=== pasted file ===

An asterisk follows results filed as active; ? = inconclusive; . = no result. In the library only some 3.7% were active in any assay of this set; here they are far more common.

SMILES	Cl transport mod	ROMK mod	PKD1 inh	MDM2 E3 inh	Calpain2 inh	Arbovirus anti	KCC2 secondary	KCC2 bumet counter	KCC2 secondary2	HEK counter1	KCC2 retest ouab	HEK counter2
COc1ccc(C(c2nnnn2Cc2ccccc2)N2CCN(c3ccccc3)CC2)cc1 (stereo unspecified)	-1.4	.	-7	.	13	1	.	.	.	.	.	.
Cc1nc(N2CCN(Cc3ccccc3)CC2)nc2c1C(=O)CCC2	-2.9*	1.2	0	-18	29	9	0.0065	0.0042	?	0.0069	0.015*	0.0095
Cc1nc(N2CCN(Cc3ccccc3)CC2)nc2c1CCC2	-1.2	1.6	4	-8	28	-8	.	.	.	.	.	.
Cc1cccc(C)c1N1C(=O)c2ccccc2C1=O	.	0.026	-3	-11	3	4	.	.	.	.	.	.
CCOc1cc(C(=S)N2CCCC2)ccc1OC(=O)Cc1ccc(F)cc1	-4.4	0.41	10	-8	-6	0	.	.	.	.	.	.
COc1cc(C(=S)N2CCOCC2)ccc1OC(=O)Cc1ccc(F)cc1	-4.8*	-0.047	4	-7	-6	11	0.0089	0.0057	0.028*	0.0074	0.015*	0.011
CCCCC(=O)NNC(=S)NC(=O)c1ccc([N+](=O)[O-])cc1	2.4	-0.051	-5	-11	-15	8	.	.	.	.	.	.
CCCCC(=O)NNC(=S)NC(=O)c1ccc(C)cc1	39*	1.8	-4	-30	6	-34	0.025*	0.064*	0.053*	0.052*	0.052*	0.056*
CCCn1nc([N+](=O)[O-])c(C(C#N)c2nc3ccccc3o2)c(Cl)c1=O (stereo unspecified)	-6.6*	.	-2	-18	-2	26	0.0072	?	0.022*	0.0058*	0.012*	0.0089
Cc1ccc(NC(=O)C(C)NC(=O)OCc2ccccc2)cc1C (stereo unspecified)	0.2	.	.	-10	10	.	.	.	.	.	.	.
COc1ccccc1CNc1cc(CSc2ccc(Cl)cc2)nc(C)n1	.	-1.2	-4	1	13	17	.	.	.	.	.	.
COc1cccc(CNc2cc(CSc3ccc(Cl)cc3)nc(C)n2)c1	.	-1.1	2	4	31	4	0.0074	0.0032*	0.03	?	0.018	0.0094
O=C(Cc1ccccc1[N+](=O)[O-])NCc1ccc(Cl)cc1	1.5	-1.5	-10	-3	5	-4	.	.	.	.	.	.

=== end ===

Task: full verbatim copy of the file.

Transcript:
An asterisk follows results filed as active; ? = inconclusive; . = no result. In the library only some 3.7% were active in any assay of this set; here they are far more common.

SMILES	Cl transport mod	ROMK mod	PKD1 inh	MDM2 E3 inh	Calpain2 inh	Arbovirus anti	KCC2 secondary	KCC2 bumet counter	KCC2 secondary2	HEK counter1	KCC2 retest ouab	HEK counter2
COc1ccc(C(c2nnnn2Cc2ccccc2)N2CCN(c3ccccc3)CC2)cc1 (stereo unspecified)	-1.4	.	-7	.	13	1	.	.	.	.	.	.
Cc1nc(N2CCN(Cc3ccccc3)CC2)nc2c1C(=O)CCC2	-2.9*	1.2	0	-18	29	9	0.0065	0.0042	?	0.0069	0.015*	0.0095
Cc1nc(N2CCN(Cc3ccccc3)CC2)nc2c1CCC2	-1.2	1.6	4	-8	28	-8	.	.	.	.	.	.
Cc1cccc(C)c1N1C(=O)c2ccccc2C1=O	.	0.026	-3	-11	3	4	.	.	.	.	.	.
CCOc1cc(C(=S)N2CCCC2)ccc1OC(=O)Cc1ccc(F)cc1	-4.4	0.41	10	-8	-6	0	.	.	.	.	.	.
COc1cc(C(=S)N2CCOCC2)ccc1OC(=O)Cc1ccc(F)cc1	-4.8*	-0.047	4	-7	-6	11	0.0089	0.0057	0.028*	0.0074	0.015*	0.011
CCCCC(=O)NNC(=S)NC(=O)c1ccc([N+](=O)[O-])cc1	2.4	-0.051	-5	-11	-15	8	.	.	.	.	.	.
CCCCC(=O)NNC(=S)NC(=O)c1ccc(C)cc1	39*	1.8	-4	-30	6	-34	0.025*	0.064*	0.053*	0.052*	0.052*	0.056*
CCCn1nc([N+](=O)[O-])c(C(C#N)c2nc3ccccc3o2)c(Cl)c1=O (stereo unspecified)	-6.6*	.	-2	-18	-2	26	0.0072	?	0.022*	0.0058*	0.012*	0.0089
Cc1ccc(NC(=O)C(C)NC(=O)OCc2ccccc2)cc1C (stereo unspecified)	0.2	.	.	-10	10	.	.	.	.	.	.	.
COc1ccccc1CNc1cc(CSc2ccc(Cl)cc2)nc(C)n1	.	-1.2	-4	1	13	17	.	.	.	.	.	.
COc1cccc(CNc2cc(CSc3ccc(Cl)cc3)nc(C)n2)c1	.	-1.1	2	4	31	4	0.0074	0.0032*	0.03	?	0.018	0.0094
O=C(Cc1ccccc1[N+](=O)[O-])NCc1ccc(Cl)cc1	1.5	-1.5	-10	-3	5	-4	.	.	.	.	.	.